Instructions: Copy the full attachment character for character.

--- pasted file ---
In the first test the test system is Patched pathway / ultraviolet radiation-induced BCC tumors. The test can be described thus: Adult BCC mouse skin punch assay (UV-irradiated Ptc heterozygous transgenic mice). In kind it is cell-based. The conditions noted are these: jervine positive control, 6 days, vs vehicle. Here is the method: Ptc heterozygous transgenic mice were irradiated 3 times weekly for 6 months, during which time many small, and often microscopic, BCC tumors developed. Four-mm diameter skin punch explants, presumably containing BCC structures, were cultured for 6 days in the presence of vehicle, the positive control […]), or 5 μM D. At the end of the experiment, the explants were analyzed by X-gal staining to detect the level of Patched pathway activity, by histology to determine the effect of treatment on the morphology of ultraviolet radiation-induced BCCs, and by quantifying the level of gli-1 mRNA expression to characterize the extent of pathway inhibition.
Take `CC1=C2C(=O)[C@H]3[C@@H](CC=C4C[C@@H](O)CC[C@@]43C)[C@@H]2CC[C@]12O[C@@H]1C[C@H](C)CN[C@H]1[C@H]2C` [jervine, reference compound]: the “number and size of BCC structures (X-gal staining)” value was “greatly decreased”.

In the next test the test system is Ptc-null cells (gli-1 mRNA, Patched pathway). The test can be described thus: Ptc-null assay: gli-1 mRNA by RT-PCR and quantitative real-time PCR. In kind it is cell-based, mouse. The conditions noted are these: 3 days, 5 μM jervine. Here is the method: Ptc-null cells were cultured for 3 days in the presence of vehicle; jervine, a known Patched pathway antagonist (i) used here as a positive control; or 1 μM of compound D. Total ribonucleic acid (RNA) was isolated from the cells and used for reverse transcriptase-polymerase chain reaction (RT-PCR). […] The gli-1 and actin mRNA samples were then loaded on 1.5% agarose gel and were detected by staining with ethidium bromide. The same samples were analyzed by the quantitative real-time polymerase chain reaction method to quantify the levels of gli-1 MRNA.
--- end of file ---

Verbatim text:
In the first test the test system is Patched pathway / ultraviolet radiation-induced BCC tumors. The test can be described thus: Adult BCC mouse skin punch assay (UV-irradiated Ptc heterozygous transgenic mice). In kind it is cell-based. The conditions noted are these: jervine positive control, 6 days, vs vehicle. Here is the method: Ptc heterozygous transgenic mice were irradiated 3 times weekly for 6 months, during which time many small, and often microscopic, BCC tumors developed. Four-mm diameter skin punch explants, presumably containing BCC structures, were cultured for 6 days in the presence of vehicle, the positive control […]), or 5 μM D. At the end of the experiment, the explants were analyzed by X-gal staining to detect the level of Patched pathway activity, by histology to determine the effect of treatment on the morphology of ultraviolet radiation-induced BCCs, and by quantifying the level of gli-1 mRNA expression to characterize the extent of pathway inhibition.
Take `CC1=C2C(=O)[C@H]3[C@@H](CC=C4C[C@@H](O)CC[C@@]43C)[C@@H]2CC[C@]12O[C@@H]1C[C@H](C)CN[C@H]1[C@H]2C` [jervine, reference compound]: the “number and size of BCC structures (X-gal staining)” value was “greatly decreased”.

In the next test the test system is Ptc-null cells (gli-1 mRNA, Patched pathway). The test can be described thus: Ptc-null assay: gli-1 mRNA by RT-PCR and quantitative real-time PCR. In kind it is cell-based, mouse. The conditions noted are these: 3 days, 5 μM jervine. Here is the method: Ptc-null cells were cultured for 3 days in the presence of vehicle; jervine, a known Patched pathway antagonist (i) used here as a positive control; or 1 μM of compound D. Total ribonucleic acid (RNA) was isolated from the cells and used for reverse transcriptase-polymerase chain reaction (RT-PCR). […] The gli-1 and actin mRNA samples were then loaded on 1.5% agarose gel and were detected by staining with ethidium bromide. The same samples were analyzed by the quantitative real-time polymerase chain reaction method to quantify the levels of gli-1 MRNA.